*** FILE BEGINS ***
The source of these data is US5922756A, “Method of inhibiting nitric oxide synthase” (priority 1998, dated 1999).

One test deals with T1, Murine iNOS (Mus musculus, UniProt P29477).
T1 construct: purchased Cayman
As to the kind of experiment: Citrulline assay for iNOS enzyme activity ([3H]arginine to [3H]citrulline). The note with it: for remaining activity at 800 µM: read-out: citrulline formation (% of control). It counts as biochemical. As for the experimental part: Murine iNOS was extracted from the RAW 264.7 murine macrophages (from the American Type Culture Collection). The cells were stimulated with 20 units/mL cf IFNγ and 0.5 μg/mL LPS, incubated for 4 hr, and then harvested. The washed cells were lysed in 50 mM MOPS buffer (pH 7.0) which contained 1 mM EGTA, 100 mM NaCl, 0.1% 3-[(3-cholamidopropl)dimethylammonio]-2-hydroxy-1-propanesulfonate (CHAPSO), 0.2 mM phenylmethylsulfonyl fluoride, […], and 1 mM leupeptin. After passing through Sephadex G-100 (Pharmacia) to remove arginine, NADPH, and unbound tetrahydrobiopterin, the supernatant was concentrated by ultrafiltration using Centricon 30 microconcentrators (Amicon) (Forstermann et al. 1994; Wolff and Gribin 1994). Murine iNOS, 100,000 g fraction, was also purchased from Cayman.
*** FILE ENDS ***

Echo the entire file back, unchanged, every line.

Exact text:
The source of these data is US5922756A, “Method of inhibiting nitric oxide synthase” (priority 1998, dated 1999).

One test deals with T1, Murine iNOS (Mus musculus, UniProt P29477).
T1 construct: purchased Cayman
As to the kind of experiment: Citrulline assay for iNOS enzyme activity ([3H]arginine to [3H]citrulline). The note with it: for remaining activity at 800 µM: read-out: citrulline formation (% of control). It counts as biochemical. As for the experimental part: Murine iNOS was extracted from the RAW 264.7 murine macrophages (from the American Type Culture Collection). The cells were stimulated with 20 units/mL cf IFNγ and 0.5 μg/mL LPS, incubated for 4 hr, and then harvested. The washed cells were lysed in 50 mM MOPS buffer (pH 7.0) which contained 1 mM EGTA, 100 mM NaCl, 0.1% 3-[(3-cholamidopropl)dimethylammonio]-2-hydroxy-1-propanesulfonate (CHAPSO), 0.2 mM phenylmethylsulfonyl fluoride, […], and 1 mM leupeptin. After passing through Sephadex G-100 (Pharmacia) to remove arginine, NADPH, and unbound tetrahydrobiopterin, the supernatant was concentrated by ultrafiltration using Centricon 30 microconcentrators (Amicon) (Forstermann et al. 1994; Wolff and Gribin 1994). Murine iNOS, 100,000 g fraction, was also purchased from Cayman.